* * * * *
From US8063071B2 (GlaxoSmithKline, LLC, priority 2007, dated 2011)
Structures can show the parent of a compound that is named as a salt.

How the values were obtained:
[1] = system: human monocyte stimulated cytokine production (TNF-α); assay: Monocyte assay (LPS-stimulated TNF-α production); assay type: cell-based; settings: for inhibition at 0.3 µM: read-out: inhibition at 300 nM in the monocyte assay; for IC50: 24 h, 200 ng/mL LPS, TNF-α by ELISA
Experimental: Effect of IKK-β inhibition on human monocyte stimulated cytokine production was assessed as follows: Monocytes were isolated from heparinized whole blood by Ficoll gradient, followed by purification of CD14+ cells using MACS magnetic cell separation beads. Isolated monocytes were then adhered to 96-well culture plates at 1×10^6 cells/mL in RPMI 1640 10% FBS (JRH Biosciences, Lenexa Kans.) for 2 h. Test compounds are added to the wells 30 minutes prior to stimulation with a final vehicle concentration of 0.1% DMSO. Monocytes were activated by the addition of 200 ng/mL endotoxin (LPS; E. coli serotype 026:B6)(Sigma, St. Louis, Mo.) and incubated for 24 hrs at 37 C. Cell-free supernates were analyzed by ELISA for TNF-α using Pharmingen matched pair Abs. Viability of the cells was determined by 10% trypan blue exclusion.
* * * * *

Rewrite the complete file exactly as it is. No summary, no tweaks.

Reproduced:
From US8063071B2 (GlaxoSmithKline, LLC, priority 2007, dated 2011)
Structures can show the parent of a compound that is named as a salt.

How the values were obtained:
[1] = system: human monocyte stimulated cytokine production (TNF-α); assay: Monocyte assay (LPS-stimulated TNF-α production); assay type: cell-based; settings: for inhibition at 0.3 µM: read-out: inhibition at 300 nM in the monocyte assay; for IC50: 24 h, 200 ng/mL LPS, TNF-α by ELISA
Experimental: Effect of IKK-β inhibition on human monocyte stimulated cytokine production was assessed as follows: Monocytes were isolated from heparinized whole blood by Ficoll gradient, followed by purification of CD14+ cells using MACS magnetic cell separation beads. Isolated monocytes were then adhered to 96-well culture plates at 1×10^6 cells/mL in RPMI 1640 10% FBS (JRH Biosciences, Lenexa Kans.) for 2 h. Test compounds are added to the wells 30 minutes prior to stimulation with a final vehicle concentration of 0.1% DMSO. Monocytes were activated by the addition of 200 ng/mL endotoxin (LPS; E. coli serotype 026:B6)(Sigma, St. Louis, Mo.) and incubated for 24 hrs at 37 C. Cell-free supernates were analyzed by ELISA for TNF-α using Pharmingen matched pair Abs. Viability of the cells was determined by 10% trypan blue exclusion.